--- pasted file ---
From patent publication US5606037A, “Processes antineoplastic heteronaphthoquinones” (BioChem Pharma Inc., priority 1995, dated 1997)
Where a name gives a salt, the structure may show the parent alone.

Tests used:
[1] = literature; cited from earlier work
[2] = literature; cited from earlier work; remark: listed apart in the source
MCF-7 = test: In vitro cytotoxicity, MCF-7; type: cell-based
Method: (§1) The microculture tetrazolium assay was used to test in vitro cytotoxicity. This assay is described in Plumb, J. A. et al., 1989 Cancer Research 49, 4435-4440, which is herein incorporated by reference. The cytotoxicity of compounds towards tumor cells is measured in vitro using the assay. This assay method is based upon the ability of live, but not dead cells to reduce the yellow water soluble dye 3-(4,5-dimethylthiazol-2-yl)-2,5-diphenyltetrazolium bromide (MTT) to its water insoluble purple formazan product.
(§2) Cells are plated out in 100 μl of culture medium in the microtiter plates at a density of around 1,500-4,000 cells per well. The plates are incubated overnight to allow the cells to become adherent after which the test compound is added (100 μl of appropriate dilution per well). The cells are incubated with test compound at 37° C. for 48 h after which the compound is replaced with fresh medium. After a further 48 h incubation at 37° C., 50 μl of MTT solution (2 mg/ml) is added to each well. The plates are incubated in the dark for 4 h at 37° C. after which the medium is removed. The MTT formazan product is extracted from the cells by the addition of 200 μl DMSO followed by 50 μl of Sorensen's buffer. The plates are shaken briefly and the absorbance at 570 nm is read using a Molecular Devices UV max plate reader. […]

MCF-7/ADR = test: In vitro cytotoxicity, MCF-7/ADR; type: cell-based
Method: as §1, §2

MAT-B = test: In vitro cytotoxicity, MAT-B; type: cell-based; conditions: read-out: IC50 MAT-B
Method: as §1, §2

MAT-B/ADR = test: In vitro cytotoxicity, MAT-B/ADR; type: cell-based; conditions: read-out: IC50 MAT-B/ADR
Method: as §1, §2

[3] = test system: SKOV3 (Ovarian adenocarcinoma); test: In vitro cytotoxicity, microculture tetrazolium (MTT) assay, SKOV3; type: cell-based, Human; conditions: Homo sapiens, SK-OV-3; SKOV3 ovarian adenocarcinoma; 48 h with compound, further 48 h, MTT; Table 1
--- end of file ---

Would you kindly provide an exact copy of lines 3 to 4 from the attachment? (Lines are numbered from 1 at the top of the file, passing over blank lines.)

Tests used:
[1] = literature; cited from earlier work